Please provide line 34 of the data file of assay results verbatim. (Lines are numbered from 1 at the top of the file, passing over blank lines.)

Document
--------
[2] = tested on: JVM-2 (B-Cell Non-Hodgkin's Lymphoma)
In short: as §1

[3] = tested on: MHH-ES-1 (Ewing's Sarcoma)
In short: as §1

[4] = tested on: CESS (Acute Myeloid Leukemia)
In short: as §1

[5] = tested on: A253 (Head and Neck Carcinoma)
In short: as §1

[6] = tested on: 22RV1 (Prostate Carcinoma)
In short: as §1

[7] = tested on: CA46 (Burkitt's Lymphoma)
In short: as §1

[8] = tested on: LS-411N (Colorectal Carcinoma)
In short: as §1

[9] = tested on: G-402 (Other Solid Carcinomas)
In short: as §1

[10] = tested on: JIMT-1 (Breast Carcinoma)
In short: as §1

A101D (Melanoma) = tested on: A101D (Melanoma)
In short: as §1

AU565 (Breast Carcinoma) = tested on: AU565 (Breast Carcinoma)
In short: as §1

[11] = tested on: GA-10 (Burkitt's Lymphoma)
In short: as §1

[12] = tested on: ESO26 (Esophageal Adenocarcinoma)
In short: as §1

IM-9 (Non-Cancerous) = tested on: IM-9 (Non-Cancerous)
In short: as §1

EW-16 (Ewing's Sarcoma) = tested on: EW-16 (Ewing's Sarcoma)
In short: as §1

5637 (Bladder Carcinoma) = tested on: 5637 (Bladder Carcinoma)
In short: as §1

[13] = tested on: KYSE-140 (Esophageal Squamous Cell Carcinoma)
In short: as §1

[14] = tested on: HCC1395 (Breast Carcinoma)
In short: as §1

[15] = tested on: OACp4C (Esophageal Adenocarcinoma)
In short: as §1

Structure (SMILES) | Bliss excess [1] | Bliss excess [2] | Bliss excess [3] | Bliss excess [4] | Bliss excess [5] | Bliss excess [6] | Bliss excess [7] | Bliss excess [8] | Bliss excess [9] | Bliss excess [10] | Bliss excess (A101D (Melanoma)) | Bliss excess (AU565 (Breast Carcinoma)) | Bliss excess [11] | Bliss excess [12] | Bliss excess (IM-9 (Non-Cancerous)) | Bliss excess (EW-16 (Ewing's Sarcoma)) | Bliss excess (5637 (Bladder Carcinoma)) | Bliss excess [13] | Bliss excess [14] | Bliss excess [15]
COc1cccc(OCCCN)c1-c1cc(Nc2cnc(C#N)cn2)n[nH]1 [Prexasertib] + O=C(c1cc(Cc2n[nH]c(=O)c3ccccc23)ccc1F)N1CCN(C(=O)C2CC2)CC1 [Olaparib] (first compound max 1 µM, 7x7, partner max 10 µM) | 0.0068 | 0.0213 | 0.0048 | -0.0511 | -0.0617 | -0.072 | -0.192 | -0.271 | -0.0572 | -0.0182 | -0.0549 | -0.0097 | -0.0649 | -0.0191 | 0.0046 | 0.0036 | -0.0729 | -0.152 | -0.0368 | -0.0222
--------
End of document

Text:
In short: as §1